Allow me to preface this review by saying that I am a huge fan of Bill Walker’s storytelling and how he weaves a book about hiking together. I’ve also found Bill to be quite an engaging fellow as I’ve written about him on this blog before, both with book reviews and a story I did about him and hiking long distance.
I didn’t hate his latest book by any means. In fact, it was through him that I first discovered what the heck the El Camino de Santiago was. Without doing the story about him, I might not know much about this hike, outside of the 2010 film The Way, which starred Martin Sheen.
Still, when doing book reviews, I like to be as honest as possible.
There were moments during my reading of The Best Way: El Camino de Santiago where I grumbled about it and wondered if I would plod through. Too, there were times when the book breezed by and captured my attention and imagination like Walker’s past books. The fact that there were parts that made me feel fully opposite of others made this a maddening read.
One thing I like about Walker’s books are how well he describes things. He takes basic things and makes them sound wonderful. His descriptions of the people he meets on his jaunts make you feel like you are there standing next to him and seeing these people.
The way he writes about all the little towns and places he stays and eats is very strong. When I finished this book, I had a great feel of this trip and what a person must go through to do this hike. And, if you’ve read other Walker-written books, you’ll know that you will know all about the hike when the book is finished, which is more than I can say for some other hiking books I’ve read.
Walker’s style is easy to get into. It’s conversational and you can feel like he’s telling you a story. When dealing with things such as long-distance hikes, that’s important. The reason being? Most of us won’t do a long-distance hike, so to get the full feel of what one has to go through on these hikes.
Walker is colorful, truthful and doesn’t ever really hold back punches, which I fully appreciate. It’s nice to get a story that tells the truth of the hike, whether it be good or bad.
The one big thing Walker has done here? He’s made me really want to think about doing this hike. I’ve often thought about wanting to do a long-distance hike, but I also realized that the Appalachian Trail or Pacific Crest Trail likely wouldn’t be in my future. The El Camino has a lot more meaning to it, in my eyes, and it’s something I’ll definitely be researching.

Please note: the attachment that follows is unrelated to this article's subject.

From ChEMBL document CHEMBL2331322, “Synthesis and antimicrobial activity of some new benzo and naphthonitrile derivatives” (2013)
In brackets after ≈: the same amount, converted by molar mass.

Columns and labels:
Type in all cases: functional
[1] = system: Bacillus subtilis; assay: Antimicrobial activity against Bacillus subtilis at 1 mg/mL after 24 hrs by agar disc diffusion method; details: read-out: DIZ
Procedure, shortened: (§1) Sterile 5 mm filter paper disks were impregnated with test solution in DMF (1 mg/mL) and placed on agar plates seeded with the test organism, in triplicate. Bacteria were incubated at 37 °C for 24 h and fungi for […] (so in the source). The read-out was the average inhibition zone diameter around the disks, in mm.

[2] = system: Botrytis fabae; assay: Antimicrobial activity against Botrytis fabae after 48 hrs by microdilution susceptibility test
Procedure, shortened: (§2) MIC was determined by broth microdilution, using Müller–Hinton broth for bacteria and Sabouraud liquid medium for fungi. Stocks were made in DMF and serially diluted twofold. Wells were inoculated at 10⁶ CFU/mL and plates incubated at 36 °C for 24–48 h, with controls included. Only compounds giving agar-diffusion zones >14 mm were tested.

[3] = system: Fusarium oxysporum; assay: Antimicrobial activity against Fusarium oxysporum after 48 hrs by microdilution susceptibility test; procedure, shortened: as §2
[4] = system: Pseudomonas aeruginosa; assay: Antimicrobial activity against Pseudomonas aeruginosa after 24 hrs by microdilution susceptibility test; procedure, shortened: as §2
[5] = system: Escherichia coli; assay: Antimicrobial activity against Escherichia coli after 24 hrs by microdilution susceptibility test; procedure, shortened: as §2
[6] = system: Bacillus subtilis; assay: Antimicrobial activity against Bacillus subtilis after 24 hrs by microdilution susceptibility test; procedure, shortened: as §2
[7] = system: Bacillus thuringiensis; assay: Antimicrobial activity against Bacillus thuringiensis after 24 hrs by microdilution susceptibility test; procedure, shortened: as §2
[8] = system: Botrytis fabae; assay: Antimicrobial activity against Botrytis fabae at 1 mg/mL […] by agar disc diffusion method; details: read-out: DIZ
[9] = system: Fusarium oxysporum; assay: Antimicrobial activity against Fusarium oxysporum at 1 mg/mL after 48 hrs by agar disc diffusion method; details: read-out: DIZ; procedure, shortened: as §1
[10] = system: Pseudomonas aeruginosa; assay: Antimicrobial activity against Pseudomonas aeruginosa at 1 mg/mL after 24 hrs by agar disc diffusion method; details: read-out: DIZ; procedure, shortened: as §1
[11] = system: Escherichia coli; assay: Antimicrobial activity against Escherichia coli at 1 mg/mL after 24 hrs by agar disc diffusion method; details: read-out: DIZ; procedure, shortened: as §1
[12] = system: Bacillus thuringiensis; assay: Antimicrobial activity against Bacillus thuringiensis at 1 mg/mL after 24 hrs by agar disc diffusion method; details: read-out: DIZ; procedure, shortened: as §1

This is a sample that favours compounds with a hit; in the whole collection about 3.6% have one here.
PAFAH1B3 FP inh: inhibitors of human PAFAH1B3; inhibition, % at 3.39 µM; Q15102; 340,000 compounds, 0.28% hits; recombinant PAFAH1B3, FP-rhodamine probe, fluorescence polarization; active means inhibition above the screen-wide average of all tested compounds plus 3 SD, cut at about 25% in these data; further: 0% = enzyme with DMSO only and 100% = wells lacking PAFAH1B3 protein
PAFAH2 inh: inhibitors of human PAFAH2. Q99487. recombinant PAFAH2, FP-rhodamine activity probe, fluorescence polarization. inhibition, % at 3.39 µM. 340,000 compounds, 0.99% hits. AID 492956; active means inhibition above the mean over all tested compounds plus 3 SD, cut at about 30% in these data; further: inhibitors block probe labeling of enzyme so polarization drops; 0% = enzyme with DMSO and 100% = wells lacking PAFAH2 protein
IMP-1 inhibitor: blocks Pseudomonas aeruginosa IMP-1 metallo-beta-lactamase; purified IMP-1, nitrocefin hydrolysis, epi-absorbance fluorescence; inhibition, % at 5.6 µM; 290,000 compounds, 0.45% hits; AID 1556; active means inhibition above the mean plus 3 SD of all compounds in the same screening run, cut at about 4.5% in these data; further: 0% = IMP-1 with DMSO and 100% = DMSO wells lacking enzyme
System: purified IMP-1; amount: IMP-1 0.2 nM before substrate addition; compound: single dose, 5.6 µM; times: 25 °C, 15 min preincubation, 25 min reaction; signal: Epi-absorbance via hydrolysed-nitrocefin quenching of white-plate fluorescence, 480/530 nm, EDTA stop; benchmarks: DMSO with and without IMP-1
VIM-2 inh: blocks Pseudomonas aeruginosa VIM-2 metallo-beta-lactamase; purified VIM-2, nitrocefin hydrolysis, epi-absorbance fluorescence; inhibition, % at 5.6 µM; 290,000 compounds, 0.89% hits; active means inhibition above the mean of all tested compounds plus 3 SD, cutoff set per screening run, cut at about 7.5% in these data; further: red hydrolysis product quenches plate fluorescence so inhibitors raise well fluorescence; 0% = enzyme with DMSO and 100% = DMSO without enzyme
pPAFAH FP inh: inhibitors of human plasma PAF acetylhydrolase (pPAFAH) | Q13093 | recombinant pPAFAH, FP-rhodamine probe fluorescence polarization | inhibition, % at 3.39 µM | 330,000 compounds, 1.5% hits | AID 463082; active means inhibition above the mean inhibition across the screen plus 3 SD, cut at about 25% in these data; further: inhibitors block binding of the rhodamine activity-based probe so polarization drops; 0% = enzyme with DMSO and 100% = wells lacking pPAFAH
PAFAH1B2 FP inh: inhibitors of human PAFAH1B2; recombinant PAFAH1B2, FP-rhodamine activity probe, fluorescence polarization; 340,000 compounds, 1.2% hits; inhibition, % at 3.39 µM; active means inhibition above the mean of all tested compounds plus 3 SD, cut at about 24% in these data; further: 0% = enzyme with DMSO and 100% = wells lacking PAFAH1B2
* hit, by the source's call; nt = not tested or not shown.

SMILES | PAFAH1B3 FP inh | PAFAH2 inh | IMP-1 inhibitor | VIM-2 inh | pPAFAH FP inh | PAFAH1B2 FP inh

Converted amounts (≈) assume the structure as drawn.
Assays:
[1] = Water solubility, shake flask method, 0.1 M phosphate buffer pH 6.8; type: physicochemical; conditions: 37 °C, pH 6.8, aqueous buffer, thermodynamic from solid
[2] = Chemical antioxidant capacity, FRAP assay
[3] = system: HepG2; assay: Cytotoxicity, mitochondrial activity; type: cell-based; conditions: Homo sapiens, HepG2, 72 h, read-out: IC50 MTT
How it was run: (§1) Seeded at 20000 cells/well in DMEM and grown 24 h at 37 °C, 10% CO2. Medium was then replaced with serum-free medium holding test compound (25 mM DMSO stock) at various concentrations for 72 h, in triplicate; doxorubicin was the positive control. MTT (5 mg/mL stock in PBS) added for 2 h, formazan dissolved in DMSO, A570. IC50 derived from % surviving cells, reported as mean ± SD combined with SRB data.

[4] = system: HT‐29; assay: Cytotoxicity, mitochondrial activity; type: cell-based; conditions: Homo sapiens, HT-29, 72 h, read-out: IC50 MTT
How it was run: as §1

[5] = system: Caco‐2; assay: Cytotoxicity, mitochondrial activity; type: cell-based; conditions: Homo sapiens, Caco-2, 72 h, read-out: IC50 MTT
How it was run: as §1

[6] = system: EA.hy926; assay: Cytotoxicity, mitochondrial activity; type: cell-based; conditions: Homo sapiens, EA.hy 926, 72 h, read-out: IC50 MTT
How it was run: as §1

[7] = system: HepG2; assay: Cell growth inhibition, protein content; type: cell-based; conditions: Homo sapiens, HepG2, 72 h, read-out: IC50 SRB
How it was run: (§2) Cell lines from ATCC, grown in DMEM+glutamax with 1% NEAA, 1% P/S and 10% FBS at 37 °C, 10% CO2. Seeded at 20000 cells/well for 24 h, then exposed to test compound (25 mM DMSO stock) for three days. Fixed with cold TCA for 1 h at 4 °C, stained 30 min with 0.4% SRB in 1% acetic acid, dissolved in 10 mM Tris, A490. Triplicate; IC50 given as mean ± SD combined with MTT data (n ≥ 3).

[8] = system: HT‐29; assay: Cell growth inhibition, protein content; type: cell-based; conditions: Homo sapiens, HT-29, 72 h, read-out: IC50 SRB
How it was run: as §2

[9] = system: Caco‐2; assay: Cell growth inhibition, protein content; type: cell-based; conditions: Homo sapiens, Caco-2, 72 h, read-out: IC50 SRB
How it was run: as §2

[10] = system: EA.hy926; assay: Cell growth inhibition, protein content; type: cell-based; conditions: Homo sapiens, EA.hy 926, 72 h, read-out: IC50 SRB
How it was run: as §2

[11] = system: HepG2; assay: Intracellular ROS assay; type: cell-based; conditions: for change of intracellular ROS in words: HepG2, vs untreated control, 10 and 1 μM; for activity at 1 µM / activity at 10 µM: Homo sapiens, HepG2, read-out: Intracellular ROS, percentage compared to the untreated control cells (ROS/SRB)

I don’t speak Spanish.
That also means that I don’t read Spanish. For those who do, kudos. But I can’t and don’t.
There are parts of this book where Walker writes his conversations that he held in Spanish. I fully respect that he can speak, write and understand that language. And there are times when he translated what he said. But, there were also times he didn’t.
All it takes is in the beginning to note that many conversations were in Spanish. I don’t have to visually see it to be able to imagine it. In fact, it makes it harder for me to continue because it makes the reading choppy and not very enjoyable. One thing I’ve always believed is by making a reader stop and scratch their head when reading, you risk losing them.
I was almost lost.
In Walker’s previous two books, I flew through them in a few days. This one took a while. Mainly because when I hit these Spanish speaking parts or something else, I’d drift off and stay away for a day or so.
The other thing is the history lessons. Look, I love history. It was always a favorite in high school and college and I often took elective classes because of this. And I don’t mind reading about history.
But there were times where Walker went deeply into history and it took up a chapter at a time. I don’t want all of that. Personally, I’d want to see it in a shorter version. Books like this are ones I get for the stories about the trip. The people, the events, everything else. I appreciate some of the history, especially because of how long and how historical this hike is. But there were times where it seemed like it was being forced to me more than intertwined with the story of Walker’s hike.
Other may see it fully differently, and I respect that.
This was a good read for the most part.
As I noted earlier in the review, I like Walker’s style and his storytelling is some of the best I’ve read when it comes to long-distance hiking and I’ve read quite a few books about the subject.
Still, it wasn’t perfect.
Of the three Walker books I’ve read, this is probably my least favorite overall, yet it’s probably my second favorite in regard to subject. There are parts of this one that really made me think it was going to outdo his other books, but then parts where I wanted to close the book and move on.
If you are a fan of Walker’s writing, I would highly encourage you to grab a copy and read it. If you are a long-distance hiking fan or have interest in the El Camino, again, grab a copy.
I’m not sure this book will be something everyone would enjoy, but it’s still worth the read as Walker gives you a good look at the El Camino, it’s history and what it’s like to go through the hike.
This book was, for the most part, a solid read. It had some downs, but more ups. I know most major sites won’t give half-stars, but that’s their choice, not mine. For this review, I’ll give the book a solid 3.5 stars and highly encourage people to read it.
On the web
See more about Walker at his website.
If you are interested in purchasing The Best Way or any of Walker’s books, feel free to click on any of these links:
- The Best Way: El Camino de Santiago (book or Kindle)
- Skywalker: Highs and Lows on the Pacific Crest Trail (book or Kindle) (My original review)
- Skywalker: Close encounters on the Appalachian Trail (book or Kindle) (My original review)
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